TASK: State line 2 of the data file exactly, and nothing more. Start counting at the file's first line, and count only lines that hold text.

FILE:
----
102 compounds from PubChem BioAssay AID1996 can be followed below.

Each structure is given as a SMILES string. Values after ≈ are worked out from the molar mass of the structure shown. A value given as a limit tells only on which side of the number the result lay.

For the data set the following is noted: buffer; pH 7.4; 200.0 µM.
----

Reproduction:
Each structure is given as a SMILES string. Values after ≈ are worked out from the molar mass of the structure shown. A value given as a limit tells only on which side of the number the result lay.